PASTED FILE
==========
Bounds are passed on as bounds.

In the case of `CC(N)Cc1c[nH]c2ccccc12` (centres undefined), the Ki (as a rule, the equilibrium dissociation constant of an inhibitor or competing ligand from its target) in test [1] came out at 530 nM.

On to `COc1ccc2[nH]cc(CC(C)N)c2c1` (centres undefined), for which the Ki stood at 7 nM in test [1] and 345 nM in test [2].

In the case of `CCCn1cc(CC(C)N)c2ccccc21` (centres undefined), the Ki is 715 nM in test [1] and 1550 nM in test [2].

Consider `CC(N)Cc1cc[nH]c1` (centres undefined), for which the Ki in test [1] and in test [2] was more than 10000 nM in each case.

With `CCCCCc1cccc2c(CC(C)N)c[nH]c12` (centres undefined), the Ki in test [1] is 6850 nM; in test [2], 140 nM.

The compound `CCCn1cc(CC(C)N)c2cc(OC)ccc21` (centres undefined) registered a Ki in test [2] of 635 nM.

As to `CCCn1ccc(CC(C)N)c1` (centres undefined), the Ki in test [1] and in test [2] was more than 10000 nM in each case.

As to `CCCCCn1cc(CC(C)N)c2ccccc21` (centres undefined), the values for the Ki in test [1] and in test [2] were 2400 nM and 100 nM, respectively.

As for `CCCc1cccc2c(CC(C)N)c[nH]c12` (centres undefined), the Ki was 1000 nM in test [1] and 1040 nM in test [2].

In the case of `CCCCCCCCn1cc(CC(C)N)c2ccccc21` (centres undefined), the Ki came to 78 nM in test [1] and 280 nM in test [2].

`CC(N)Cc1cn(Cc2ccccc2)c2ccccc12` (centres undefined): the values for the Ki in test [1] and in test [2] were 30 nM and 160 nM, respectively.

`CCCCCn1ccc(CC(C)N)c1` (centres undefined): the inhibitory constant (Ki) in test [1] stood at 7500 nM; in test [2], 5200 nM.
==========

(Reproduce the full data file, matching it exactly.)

Bounds are passed on as bounds.

In the case of `CC(N)Cc1c[nH]c2ccccc12` (centres undefined), the Ki (as a rule, the equilibrium dissociation constant of an inhibitor or competing ligand from its target) in test [1] came out at 530 nM.

On to `COc1ccc2[nH]cc(CC(C)N)c2c1` (centres undefined), for which the Ki stood at 7 nM in test [1] and 345 nM in test [2].

In the case of `CCCn1cc(CC(C)N)c2ccccc21` (centres undefined), the Ki is 715 nM in test [1] and 1550 nM in test [2].

Consider `CC(N)Cc1cc[nH]c1` (centres undefined), for which the Ki in test [1] and in test [2] was more than 10000 nM in each case.

With `CCCCCc1cccc2c(CC(C)N)c[nH]c12` (centres undefined), the Ki in test [1] is 6850 nM; in test [2], 140 nM.

The compound `CCCn1cc(CC(C)N)c2cc(OC)ccc21` (centres undefined) registered a Ki in test [2] of 635 nM.

As to `CCCn1ccc(CC(C)N)c1` (centres undefined), the Ki in test [1] and in test [2] was more than 10000 nM in each case.

As to `CCCCCn1cc(CC(C)N)c2ccccc21` (centres undefined), the values for the Ki in test [1] and in test [2] were 2400 nM and 100 nM, respectively.

As for `CCCc1cccc2c(CC(C)N)c[nH]c12` (centres undefined), the Ki was 1000 nM in test [1] and 1040 nM in test [2].

In the case of `CCCCCCCCn1cc(CC(C)N)c2ccccc21` (centres undefined), the Ki came to 78 nM in test [1] and 280 nM in test [2].

`CC(N)Cc1cn(Cc2ccccc2)c2ccccc12` (centres undefined): the values for the Ki in test [1] and in test [2] were 30 nM and 160 nM, respectively.

`CCCCCn1ccc(CC(C)N)c1` (centres undefined): the inhibitory constant (Ki) in test [1] stood at 7500 nM; in test [2], 5200 nM.